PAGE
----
|author||eregon <eregon@b2dd03c8-39d4-4d8f-98ff-823fe69b080e>||2017-05-07 12:17:21 +0000|
|committer||eregon <eregon@b2dd03c8-39d4-4d8f-98ff-823fe69b080e>||2017-05-07 12:17:21 +0000|
Rename spec/README to spec/README.md
git-svn-id: svn+ssh://ci.ruby-lang.org/ruby/trunk@58598 b2dd03c8-39d4-4d8f-98ff-823fe69b080e
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-ruby/spec (https://github.com/ruby/spec/) is
-a test suite for the Ruby language.
-Once a month, @eregon merges the in-tree copy under spec/rubyspec
-with the upstream repository, preserving the commits and history.
-The same happens for other implementations such as JRuby and TruffleRuby.
-Feel welcome to modify the in-tree spec/rubyspec.
-This is the purpose of the in-tree copy,
-to facilitate contributions to ruby/spec for MRI developers.
-New features, additional tests for existing features and
-regressions tests are all welcome in ruby/spec.
-There is very little behavior that is implementation-specific,
-as in the end user programs tend to rely on every behavior MRI exhibits.
-In other words: If adding a spec might reveal a bug in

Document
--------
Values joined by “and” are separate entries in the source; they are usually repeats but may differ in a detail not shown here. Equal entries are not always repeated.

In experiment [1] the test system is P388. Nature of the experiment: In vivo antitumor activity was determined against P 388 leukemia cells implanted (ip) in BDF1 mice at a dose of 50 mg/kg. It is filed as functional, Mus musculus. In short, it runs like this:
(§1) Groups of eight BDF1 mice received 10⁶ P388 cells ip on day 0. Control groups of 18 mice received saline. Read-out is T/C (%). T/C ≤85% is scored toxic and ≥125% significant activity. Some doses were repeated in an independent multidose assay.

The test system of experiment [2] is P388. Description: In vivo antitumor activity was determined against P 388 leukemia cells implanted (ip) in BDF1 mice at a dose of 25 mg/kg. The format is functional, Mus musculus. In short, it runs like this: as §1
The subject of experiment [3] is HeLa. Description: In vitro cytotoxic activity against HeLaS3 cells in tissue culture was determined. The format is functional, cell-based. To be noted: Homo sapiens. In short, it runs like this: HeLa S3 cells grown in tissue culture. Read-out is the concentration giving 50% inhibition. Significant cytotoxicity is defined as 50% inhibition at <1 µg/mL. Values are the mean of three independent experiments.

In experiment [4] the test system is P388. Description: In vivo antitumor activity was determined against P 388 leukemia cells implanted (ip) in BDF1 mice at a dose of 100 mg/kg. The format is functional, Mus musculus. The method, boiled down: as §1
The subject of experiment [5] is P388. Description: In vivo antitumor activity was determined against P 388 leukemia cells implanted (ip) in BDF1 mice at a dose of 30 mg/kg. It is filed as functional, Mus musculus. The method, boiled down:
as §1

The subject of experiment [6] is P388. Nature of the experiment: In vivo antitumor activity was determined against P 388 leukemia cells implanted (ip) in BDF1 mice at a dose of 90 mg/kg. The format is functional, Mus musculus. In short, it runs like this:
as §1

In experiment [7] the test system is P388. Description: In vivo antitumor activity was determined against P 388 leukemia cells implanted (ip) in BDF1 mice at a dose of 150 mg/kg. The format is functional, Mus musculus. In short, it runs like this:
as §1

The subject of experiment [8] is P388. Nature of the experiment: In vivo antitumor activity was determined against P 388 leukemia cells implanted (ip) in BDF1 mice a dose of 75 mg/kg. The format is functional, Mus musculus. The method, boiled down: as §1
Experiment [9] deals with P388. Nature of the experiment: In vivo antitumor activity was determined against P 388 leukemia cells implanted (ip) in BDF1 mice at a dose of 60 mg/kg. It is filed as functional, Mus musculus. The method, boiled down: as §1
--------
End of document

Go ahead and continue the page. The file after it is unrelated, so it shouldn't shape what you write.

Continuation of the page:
-another implementation, then it is worth adding it.
-Currently, the only module which is MRI-specific is `RubyVM`.
-## Runing ruby/spec
-To run all specs:
-Extra arguments can be added via `MSPECOPT`.
-For instance, to show the help:
-make test-rubyspec MSPECOPT=-h
-You can also run the specs in parallel, which is currently experimental.
-It takes around 10s instead of 60s on a quad-core laptop.
-make test-rubyspec MSPECOPT=-j
-To run a specific test, add its path to the command:
-make test-rubyspec MSPECOPT=spec/rubyspec/language/for_spec.rb
-If ruby trunk is your current `ruby` in `$PATH`, you can also run `mspec` directly:
-# change ruby to trunk
-ruby -v # => trunk
-## ruby/spec and test/
-The main difference between a "spec" under spec/rubyspec and
-a test under test/ is that specs are documenting what they test.
-This is extremely valuable when reading these tests, as it
-helps to quickly understand what specific behavior is tested,
-and how a method should behave. Basic English is fine for spec descriptions.
-Specs also tend to have few expectations (assertions) per spec,
-as they specify one aspect of the behavior and not everything at once.
-Beyond that, the syntax is slightly different but it does the same thing:
-`assert_equal 3, 1+2` is just `(1+2).should == 3`.
-describe "The for expression" do
- it "iterates over an Enumerable passing each element to the block" do
- j = 0
- for i in 1..3
- j += i
- j.should == 6
-For more details, see spec/rubyspec/CONTRIBUTING.md.